The Law of Contact

The Phantom of the Opera (February 7, 1930)

Lon Chaney in The Phantom of the Opera

Released February 7, 1930: Carlotta is forced to give up her starring role in the Paris Opera because of a shadowy phantom that hides in the catacombs below.

Directed by Rupert Julian, Lon Chaney, Ernst Laemmle and Edward Sedgwick

The Actors: Lon Chaney (Erik, the Phantom), Mary Philbin (Christine Daae), Norman Kerry (Vicomte Raoul de Chagny), Arthur Edmund Carewe (Ledoux), Gibson Gowland (Simon Buquet), John St. Polis (Comte Philip de Chagny), Snitz Edwards (Florine Papillon), Mary Fabian (Carlotta), Virginia Pearson (Carlotta's mother), Olive Ann Alcorn (La Sorelli), Joseph Belmont (Stage Manager), Alexander Bevani (Mephistopheles), Earl Gordon Bostwick (bit part), Ruth Clifford (Ballerina), Chester Conklin (orderly), Roy Coulson (the Jester), Bruce Covington (M. Moncharmin), Ward Crane (Count Ruboff), George Davis (guard at Christine's door), Madame Fiorenza (Mme. Giry, keeper of the box), Cesare Gravina (the manager), William Humphrey (M. Debienne), Carla Laemmle (Prima Ballerina), Edward Martindel (Comte Philip de Chagny in the 1929 re-edit), Grace Marvin (Martha), John Miljan (Valentin), Bernard Siegel (Joseph Buquet), William Tracy (Ratcatcher, and messenger from the shadows), William Tyroler (Orchestra Director of the Opera), Vola Vale (Ballerina), Anton Vaverka (prompter), George B. Williams (M. Ricard), Edith Yorke (Mama Valerius).


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In the early days of cinema movies were like newspapers, very disposable. After a movie had its run in the theaters, it was tossed aside and forgotten. That is why so many of the surviving copies of early movies are in terrible shape - very few people even bothered to keep any recording of them, and only well-worn copies lying around in attics and cellars have survived. In 1925 Universal Studios produced a blockbuster silent movie version of Gaston Leroux's famous novel, and it was such a success that four years later they did something unheard of - they made some minor changes to the movie and released it again, premiering in New York City on February 7, to rousing audiences. This version is the 1929 re-edit, obtained from the UCLA film and television archives. You can also see the original 1925 edit here: The Phantom of the Opera, 1925

The Paris Opera is having its best season ever, but the owners suddenly sell to a new owner, amid fears of a murderous mysterious phantom that haunts the Opera House, and watches the opera from balcony box number 5. A mysterious stranger is seen in box 5 that can enter and leave the box without anyone seeing him pass. One day the prima ballerina, Carlotta, receives a note from the Phantom that threatens her with severe consequences unless she resigns and allows Christina to take her place in the Opera. Although she is enraged and promises to appear in the Opera as usual, on the night of the performance, she is mysteriously taken ill, and Christina takes her place. Christina is a huge hit, and after her performance she hears the voice of the Phantom in her dressing room. He wants her to dump her lover Raoul, and give her affections only to the Phantom, and in return he will guarantee her success. But Carlotta vows she will return, even though the Phantom has promised to curse the theater if she returns. On the night of Carlotta's next performance, the huge crystal chandelier falls and kills many in the audience. Christina runs to her dressing room and hears the voice of the Phantom, and she goes in a dream-like sequence behind the mirror where she finds a stairway to the cellars and meets the masked Phantom. After fainting, she awakens in a room with a note from the Phantom, telling her that she may return to the world she knows, then pledging his love to her, but warning her to never remove his mask. She hears him in the next room playing the large pipe organ, and with great curiosity goes in and pulls away his mask, revealing his deformed face. The angry Phantom decides to hold her prisoner in the opera cellars forever, but Christina convinces him to let her visit her world one more time, and the Phantom agrees, with certain conditions. She must never see her lover Raoul again. Of course, Christina does plan to see Raoul again, at the annual masked ball, but the Phantom is also at the ball, in desguise, and hears her telling Raoul everything.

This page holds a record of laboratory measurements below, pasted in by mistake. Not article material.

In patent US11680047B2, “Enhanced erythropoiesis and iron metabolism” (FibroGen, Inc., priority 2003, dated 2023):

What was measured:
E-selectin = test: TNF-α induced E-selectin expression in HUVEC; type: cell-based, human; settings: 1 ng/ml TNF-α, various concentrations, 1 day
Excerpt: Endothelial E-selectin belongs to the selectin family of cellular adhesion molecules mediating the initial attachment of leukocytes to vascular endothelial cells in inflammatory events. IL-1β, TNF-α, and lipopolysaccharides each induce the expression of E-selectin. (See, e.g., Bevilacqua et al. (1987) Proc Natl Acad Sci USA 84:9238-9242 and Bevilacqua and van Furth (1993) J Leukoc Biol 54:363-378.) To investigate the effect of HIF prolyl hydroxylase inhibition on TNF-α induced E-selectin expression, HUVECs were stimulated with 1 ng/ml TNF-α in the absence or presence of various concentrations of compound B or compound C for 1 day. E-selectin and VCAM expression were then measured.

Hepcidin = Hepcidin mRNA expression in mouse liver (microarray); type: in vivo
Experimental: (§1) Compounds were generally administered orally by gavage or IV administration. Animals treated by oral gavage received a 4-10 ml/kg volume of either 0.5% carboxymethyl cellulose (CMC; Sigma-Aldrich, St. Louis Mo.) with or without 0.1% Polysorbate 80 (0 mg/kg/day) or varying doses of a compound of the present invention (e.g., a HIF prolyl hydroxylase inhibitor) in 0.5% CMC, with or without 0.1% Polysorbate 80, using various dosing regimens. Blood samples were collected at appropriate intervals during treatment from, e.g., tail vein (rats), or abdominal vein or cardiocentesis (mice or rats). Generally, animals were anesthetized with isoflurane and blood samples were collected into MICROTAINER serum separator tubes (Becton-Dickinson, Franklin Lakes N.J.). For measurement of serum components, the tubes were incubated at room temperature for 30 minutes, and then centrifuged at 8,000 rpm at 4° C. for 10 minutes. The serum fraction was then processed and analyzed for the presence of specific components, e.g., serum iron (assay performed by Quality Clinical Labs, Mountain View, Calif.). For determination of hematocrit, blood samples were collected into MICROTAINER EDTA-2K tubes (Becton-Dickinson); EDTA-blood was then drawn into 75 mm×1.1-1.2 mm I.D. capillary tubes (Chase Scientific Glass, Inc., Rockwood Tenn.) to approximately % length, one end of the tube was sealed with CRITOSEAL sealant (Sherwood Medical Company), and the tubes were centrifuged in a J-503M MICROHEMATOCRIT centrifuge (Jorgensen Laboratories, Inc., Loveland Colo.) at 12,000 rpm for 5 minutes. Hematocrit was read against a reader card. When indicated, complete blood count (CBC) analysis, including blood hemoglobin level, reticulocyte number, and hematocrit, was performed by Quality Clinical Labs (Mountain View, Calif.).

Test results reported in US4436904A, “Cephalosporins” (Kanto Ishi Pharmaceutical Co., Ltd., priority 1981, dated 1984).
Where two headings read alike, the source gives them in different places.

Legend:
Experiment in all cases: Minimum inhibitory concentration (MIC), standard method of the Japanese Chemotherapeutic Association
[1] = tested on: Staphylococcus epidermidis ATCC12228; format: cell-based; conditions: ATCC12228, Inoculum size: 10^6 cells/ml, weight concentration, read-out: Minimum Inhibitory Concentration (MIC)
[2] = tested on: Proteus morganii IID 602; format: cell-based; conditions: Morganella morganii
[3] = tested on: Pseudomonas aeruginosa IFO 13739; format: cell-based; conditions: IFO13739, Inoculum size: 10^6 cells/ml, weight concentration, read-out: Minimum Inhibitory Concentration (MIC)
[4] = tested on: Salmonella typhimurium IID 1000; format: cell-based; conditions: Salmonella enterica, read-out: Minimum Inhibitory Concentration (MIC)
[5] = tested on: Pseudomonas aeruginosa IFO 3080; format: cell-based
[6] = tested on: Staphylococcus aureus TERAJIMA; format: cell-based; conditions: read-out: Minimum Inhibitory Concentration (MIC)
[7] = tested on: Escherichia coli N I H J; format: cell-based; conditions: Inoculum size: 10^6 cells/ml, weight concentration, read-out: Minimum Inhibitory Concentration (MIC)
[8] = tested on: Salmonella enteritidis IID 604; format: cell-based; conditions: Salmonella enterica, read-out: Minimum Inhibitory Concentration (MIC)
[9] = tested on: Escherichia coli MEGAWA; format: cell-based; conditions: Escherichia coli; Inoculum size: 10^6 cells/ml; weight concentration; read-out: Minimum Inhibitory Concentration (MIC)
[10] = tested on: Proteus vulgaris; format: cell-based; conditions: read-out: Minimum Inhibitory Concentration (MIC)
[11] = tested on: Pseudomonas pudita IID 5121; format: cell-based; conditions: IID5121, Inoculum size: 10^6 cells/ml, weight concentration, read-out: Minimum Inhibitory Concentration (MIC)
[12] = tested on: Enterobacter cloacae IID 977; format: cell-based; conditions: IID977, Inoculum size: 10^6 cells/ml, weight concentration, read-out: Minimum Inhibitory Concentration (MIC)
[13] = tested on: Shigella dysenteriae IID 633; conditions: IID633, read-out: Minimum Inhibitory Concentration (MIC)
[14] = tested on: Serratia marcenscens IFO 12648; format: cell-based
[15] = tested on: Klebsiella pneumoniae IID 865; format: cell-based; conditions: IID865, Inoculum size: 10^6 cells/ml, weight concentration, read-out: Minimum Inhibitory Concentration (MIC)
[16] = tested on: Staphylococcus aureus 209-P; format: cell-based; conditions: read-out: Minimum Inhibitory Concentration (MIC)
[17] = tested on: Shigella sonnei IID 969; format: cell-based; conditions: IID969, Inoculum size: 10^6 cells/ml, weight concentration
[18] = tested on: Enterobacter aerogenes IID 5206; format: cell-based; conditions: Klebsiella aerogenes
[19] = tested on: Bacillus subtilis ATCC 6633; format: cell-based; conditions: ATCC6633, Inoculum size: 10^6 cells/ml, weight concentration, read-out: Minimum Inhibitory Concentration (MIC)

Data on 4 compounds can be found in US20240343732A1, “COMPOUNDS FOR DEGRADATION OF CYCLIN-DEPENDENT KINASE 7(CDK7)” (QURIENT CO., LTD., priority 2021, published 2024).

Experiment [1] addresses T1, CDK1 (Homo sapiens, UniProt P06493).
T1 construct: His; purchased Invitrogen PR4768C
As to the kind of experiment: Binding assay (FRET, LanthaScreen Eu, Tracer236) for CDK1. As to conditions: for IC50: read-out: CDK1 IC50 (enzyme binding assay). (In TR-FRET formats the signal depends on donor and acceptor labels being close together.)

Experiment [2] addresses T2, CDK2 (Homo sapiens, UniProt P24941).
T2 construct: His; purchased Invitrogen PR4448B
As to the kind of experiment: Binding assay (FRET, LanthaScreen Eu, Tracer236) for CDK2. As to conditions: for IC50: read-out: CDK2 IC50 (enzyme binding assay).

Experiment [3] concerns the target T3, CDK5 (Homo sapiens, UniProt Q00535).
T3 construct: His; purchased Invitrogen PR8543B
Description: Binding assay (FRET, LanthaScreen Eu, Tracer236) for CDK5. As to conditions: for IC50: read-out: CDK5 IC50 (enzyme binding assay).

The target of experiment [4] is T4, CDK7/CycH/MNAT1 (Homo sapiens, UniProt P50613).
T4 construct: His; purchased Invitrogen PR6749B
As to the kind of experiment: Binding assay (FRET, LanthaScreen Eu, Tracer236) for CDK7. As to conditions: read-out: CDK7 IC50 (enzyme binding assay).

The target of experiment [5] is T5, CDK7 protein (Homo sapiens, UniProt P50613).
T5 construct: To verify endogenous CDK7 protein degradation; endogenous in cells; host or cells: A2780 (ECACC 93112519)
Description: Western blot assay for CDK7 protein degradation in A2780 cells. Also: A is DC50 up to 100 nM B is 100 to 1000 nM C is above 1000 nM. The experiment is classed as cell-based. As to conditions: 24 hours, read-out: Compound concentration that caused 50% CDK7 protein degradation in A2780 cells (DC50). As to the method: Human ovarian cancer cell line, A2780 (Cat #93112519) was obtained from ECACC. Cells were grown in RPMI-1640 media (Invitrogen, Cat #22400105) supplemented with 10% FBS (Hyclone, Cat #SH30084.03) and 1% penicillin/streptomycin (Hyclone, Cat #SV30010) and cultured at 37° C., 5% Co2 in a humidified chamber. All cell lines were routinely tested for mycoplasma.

The Phantom later lures both Raoul and Inspector Ledoux to his underground world where he puts them into a death trap. Meanwhile, as Christine is performing on stage, a trap door opens and she drops suddenly into the underground world of the Phantom. He shows her two levers, ons shaped like a scorpion, and the other shaped like a grasshopper. He tells her that one lever will save Raoul, and one lever will blow up the Opera House and them with it. When Christina chooses to save Raoul by pulling the scorpion lever, they are 'saved' from being blown up by being drowned. Christina pleads with the Phantom to not let Raoul drown, and at the last moment the Phantom opens a trap door and saves Raoul and Inspector Ledoux. Then, as the Phantom tries to escape with Christina in a carriage, Raoul chases them and saves Christina, and an angry mob kills the Phantom by throwing him into the Seine river to drown.

Mr. Chaney applied his makeup himself, and no one was allowed to see him in his horrible makeup until filming was under way. The performance of Lon Chaney was so intense, it provided both him and his son a lifetime of acting roles as deformed, monsterous characters. Talk about type-casting!